Newspaper review: Stark eurozone warnings in papers


There are stark warnings that the eurozone debt crisis cannot be ignored in Thursday's papers.

As the Daily Telegraph puts it, "this time, the trouble over the Channel is deadly serious".

The Independent admits that after so many euro crises it is tempting to treat the latest one over Italy one with a roll of the eyes.

But it says, it is serious now, far more serious than the Greek crisis and far more capable of bringing down the whole house.

Poppy decision

Many papers feature the story that footballers will be allowed to display poppies on black armbands during this weekend's international matches.

England one, FIFA nil is how the Times reacts, saying it is a neat compromise as the FA first wanted them on shirts.

But the Daily Mirror says it is a dramatic climbdown, due to a "battling" Prince William who apparently made a "furious" protest to FIFA.

The Sun agrees that the Prince was "livid" about the original ruling.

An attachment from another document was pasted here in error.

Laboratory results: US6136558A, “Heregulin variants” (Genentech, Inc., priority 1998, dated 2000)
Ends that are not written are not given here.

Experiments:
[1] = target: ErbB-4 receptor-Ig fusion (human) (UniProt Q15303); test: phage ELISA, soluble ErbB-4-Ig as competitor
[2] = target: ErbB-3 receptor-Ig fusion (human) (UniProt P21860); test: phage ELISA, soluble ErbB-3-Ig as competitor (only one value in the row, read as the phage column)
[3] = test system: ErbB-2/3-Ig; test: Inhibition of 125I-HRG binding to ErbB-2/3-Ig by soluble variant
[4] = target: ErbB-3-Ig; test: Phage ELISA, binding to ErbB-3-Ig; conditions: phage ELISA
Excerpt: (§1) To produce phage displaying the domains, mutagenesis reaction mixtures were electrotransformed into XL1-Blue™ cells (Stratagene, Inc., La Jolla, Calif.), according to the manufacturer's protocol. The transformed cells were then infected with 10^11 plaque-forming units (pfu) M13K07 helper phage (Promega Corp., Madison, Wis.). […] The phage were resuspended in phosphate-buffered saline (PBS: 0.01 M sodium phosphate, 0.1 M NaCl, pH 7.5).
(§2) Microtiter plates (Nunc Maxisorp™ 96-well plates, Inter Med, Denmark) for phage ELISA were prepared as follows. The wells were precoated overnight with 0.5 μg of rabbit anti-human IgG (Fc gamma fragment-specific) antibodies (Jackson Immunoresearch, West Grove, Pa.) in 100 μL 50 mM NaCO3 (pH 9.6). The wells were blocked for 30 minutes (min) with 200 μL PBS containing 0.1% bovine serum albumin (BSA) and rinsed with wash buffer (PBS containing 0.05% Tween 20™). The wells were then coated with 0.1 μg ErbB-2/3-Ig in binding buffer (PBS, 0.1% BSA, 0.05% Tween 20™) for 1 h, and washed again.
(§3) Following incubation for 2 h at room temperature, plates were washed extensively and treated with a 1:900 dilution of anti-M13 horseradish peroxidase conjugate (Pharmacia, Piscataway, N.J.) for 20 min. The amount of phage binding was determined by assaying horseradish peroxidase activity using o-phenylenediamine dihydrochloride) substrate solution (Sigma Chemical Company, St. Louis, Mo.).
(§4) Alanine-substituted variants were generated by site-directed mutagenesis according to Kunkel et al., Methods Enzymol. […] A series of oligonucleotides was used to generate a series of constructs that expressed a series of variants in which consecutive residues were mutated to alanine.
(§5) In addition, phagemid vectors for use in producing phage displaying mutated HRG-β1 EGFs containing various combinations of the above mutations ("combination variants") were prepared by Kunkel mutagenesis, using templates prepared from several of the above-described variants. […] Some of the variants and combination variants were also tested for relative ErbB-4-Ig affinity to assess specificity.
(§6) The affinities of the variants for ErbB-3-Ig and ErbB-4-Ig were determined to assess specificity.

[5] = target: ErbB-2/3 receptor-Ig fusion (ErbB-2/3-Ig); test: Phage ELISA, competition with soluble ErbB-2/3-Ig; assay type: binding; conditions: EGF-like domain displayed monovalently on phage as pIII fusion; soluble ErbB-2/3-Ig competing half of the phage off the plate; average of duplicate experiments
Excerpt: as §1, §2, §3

Stiff test

The Guardian reports that James Murdoch will face the stiffest test of his career when he appears before MPs for a second time to face questions about phone hacking.

The Financial Times says that he has two tasks, to answer the accusation that he misled parliament in July and to secure his future both at News Corporation and BSkyB.

The Times reports he will repeat his apology to phone hacking victims but will insist he was not told there was a culture of hacking at the newspaper.

Airbrushed ship

Many papers report the outcry after HMS Belfast was airbrushed from official London 2012 posters showing the Thames in the heart of London.

Officials tell the Daily Express and the Daily Mail that the ship was "unfortunately excluded" due to a mistake.

But the Sun says organisers are facing a broadside of furious complaints.

A former commander of the fleet who served on HMS Belfast tells the paper that the omission shows complete contempt for veterans.

Related Internet links

The BBC is not responsible for the content of external Internet sites